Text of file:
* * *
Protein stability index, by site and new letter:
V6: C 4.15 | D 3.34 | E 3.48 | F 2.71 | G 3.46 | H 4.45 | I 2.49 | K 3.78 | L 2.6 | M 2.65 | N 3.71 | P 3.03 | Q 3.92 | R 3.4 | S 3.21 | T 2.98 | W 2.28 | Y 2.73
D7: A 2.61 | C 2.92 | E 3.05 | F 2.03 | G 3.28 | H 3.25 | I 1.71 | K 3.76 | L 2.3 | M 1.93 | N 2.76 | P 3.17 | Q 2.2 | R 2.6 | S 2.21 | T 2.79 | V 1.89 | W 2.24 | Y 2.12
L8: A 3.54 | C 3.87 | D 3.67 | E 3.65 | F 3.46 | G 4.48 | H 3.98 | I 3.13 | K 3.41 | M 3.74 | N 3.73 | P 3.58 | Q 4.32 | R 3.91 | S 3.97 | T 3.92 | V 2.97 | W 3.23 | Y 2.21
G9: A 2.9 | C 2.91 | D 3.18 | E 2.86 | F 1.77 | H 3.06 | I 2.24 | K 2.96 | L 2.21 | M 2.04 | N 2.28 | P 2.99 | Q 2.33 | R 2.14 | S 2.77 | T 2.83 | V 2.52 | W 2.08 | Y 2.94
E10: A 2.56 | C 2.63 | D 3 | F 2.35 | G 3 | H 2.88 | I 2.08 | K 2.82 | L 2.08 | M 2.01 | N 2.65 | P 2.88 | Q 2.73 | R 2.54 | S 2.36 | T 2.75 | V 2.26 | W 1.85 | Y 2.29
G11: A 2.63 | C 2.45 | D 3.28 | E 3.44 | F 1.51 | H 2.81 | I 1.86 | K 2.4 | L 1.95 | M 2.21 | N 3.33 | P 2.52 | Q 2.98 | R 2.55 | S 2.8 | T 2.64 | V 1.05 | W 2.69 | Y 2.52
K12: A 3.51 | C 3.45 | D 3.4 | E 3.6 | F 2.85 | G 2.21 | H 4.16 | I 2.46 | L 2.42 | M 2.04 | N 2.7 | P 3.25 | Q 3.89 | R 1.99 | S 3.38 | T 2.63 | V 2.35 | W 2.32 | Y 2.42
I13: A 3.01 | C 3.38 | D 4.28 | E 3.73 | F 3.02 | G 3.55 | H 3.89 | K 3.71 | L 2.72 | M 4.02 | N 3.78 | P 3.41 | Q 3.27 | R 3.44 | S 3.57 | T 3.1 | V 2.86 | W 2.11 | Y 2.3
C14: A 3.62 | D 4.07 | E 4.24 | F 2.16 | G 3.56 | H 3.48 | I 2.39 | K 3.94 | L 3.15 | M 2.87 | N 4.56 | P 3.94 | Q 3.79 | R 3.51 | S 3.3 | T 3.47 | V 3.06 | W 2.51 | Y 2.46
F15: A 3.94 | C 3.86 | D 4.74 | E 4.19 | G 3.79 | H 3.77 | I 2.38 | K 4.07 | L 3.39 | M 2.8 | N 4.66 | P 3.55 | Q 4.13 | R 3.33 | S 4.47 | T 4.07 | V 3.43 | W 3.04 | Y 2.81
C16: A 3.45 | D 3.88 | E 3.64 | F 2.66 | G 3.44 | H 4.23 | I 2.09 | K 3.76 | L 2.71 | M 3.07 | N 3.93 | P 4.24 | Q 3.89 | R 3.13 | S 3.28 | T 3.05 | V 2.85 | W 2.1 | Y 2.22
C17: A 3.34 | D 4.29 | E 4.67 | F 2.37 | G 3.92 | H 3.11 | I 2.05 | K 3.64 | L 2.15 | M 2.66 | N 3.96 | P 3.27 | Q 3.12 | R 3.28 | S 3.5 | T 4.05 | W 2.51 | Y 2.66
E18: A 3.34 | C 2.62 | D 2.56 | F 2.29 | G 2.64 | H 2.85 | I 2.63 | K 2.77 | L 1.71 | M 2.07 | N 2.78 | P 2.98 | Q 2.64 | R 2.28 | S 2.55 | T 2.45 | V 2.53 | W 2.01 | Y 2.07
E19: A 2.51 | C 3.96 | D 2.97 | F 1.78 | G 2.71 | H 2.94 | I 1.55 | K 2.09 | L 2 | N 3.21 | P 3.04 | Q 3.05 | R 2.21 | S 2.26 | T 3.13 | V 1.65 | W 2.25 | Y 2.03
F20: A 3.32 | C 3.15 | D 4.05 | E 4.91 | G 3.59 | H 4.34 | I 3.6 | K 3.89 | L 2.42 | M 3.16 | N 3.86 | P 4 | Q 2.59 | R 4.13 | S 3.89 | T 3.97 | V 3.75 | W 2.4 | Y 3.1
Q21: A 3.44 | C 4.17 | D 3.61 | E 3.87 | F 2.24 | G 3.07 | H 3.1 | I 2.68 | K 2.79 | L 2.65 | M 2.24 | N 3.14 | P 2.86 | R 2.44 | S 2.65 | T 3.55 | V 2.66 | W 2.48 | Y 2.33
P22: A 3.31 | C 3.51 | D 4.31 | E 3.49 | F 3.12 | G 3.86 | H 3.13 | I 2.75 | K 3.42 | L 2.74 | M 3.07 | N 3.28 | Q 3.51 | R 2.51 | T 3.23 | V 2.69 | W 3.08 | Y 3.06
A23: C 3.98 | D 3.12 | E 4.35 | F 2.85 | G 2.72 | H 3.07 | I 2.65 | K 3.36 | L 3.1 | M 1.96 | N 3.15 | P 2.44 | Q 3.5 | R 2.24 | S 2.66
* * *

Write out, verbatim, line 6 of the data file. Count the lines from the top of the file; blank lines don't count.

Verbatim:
E10: A 2.56 | C 2.63 | D 3 | F 2.35 | G 3 | H 2.88 | I 2.08 | K 2.82 | L 2.08 | M 2.01 | N 2.65 | P 2.88 | Q 2.73 | R 2.54 | S 2.36 | T 2.75 | V 2.26 | W 1.85 | Y 2.29